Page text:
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10 Jan 2023

2022 KnowTheChain ICT Benchmark


ICT companies’ profits soared during the Covid-19 pandemic, and despite the recent sell-off, the largest global ICT companies have posted a record US$4 trillion in combined annual revenue over the last 12 months, up from about US$3 trillion in 2021. But as the sector has grown, so too has its capacity for labour rights abuses within its vast global supply chains: hard ball purchasing practices encourage a heavy reliance on cheap labour in repressive conditions, creating a breeding ground for exploitation. The historic lack of unionisation in the sector and weakened labour laws further exacerbate worker vulnerability.

The core findings of the latest KnowTheChain ICT benchmark, which analyses the disclosure and performance of 60 of the world’s largest global ICT companies on their efforts to address forced labour in supply chains, bring this into sharp relief, with companies receiving a median score of just 14/100 – revealing abject failure by most to demonstrate sufficient due diligence to identify forced labour risks and impacts in their supply chains, or take adequate steps to address them. But the range of scores within the sector is enormous, with the highest-scoring company, Hewlett Packard Enterprise, receiving 63/100.

The 10th publication in this benchmark series, the 2022 ICT benchmark uses a revised methodology, prioritising the measurement of policy implementation , stakeholder engagement, and remedy outcomes for workers to assess whether companies’ actions to address forced labour risks in their supply chains result in meaningful change for workers. While change is occurring at a glacial pace, after six years, we have seen that benchmarking companies on their processes to address forced labour drives improvement: companies assessed by KnowTheChain since 2016 score higher on average than those newly added to the benchmark.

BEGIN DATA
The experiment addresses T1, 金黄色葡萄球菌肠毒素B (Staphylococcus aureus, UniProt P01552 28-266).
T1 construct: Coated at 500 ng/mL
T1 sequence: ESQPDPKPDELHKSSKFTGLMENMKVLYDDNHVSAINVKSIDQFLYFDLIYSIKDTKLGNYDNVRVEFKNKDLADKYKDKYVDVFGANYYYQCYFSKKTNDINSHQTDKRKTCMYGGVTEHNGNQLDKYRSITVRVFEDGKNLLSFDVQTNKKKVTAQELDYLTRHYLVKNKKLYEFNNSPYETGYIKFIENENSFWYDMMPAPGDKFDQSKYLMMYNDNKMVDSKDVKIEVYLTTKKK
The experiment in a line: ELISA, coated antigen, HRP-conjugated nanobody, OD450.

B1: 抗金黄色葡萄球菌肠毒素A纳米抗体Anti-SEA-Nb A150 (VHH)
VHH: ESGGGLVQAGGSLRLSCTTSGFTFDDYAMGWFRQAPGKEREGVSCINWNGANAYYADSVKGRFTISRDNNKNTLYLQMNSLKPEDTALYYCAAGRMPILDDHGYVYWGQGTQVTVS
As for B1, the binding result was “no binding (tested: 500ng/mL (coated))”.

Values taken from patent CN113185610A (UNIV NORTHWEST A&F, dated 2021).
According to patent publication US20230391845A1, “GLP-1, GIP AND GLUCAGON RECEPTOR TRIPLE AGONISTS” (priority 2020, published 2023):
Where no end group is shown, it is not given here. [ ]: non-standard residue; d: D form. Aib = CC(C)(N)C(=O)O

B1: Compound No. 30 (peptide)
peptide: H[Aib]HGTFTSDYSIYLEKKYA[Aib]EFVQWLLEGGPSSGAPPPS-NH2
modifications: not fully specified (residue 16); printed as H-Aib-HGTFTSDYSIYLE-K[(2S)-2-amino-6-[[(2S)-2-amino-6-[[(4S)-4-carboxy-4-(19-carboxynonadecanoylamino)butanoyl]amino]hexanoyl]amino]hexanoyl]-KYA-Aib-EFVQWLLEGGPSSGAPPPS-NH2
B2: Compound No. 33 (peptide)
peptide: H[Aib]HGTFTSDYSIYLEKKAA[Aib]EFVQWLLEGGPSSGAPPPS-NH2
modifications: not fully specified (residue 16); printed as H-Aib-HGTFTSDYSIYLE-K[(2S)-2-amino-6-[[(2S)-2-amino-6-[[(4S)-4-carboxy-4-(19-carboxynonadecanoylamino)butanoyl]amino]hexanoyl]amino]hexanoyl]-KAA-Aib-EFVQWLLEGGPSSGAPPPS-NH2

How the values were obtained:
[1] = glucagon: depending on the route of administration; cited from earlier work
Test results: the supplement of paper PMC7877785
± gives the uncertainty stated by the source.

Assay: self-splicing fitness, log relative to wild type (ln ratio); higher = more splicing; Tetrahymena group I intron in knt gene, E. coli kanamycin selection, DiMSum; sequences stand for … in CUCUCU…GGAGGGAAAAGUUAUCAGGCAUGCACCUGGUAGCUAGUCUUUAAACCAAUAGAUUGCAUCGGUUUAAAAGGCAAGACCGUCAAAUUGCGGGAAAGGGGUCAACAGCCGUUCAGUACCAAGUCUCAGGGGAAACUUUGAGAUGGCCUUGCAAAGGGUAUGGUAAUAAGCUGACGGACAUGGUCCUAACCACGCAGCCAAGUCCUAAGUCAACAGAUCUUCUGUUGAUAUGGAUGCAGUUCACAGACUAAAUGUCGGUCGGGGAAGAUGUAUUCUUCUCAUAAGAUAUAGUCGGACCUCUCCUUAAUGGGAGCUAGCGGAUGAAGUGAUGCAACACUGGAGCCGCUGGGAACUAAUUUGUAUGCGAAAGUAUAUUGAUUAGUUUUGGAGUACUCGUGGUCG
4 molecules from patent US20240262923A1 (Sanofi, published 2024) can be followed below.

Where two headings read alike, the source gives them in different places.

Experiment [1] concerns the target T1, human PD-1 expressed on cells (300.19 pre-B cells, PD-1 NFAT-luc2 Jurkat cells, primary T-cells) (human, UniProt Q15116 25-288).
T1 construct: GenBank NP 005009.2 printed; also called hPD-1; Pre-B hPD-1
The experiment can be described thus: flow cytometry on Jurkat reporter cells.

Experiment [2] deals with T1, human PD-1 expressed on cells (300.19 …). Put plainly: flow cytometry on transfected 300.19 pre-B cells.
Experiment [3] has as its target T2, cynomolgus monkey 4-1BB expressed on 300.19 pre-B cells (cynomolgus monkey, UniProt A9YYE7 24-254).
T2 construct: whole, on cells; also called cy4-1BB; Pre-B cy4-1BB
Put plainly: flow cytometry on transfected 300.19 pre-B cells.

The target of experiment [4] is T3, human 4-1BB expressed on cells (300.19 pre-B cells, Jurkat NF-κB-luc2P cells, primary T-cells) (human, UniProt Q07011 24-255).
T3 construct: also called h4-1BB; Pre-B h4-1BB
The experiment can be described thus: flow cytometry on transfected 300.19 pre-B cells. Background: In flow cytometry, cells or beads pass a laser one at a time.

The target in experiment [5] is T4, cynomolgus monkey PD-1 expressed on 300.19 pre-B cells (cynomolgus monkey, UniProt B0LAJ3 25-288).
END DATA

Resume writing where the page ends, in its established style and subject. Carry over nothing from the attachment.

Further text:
Key findings include:

  • Companies performed the poorest on Purchasing Practices and Worker Voice. Scoring on average 2/100 and 8/100 respectively.
  • 3 companies (BOE Technology Group, Hikvision and NAURA) provided no relevant information on how they are working to identify and mitigate forced labour risks in their supply chains
  • Nearly half of companies (45%) failed to disclose undertaking human rights risk assessments in their supply chains, and only one in five (22%) disclose forced labour risks identified.

2022 Ranking

Explore the ranking, company scorecards and more

Companies should: 

  • Adopt and disclose responsible purchasing practices: including planning and forecasting, and ring-fencing labour costs. Disclose data points on such purchasing practices to show their implementation.
  • Support collective worker empowerment: actively promote freedom of association and provide evidence of improvements of freedom of association and collective bargaining across supply chain contexts.
  • Adopt a worker-centric approach to due diligence by ensuring workers and other key stakeholders, such as unions and civil society organisations, play a central role in the design, implementation, and monitoring of key due diligence processes, including:
  • risk assessment (including safe engagement with workers affected or potentially affected);
  • grievance mechanisms; and
  • supplier monitoring.
  • Lend public support for the development of mandatory human rights and environmental due diligence (mHREDD) regimes and robust Modern Slavery Acts which explicitly encompass the ICT sector and help level the playing field for company reporting and practice across jurisdictions. Impose penalties for malpractice and seek to improve outcomes for workers in global supply chains.

Want to learn more?

Read the full benchmark findings report

Learn more about the detailed findings of the benchmark including trends in the sector

KnowTheChain Investor Brief

Learn what risks investors are exposed to and read our recommendations for investors

Explore our findings by region, subsector and theme

KnowTheChain’s 2022 ICT benchmark assesses the efforts of 60 of the largest ICT companies to address forced labour in their supply chains. Explore the findings by region, subsector, and theme.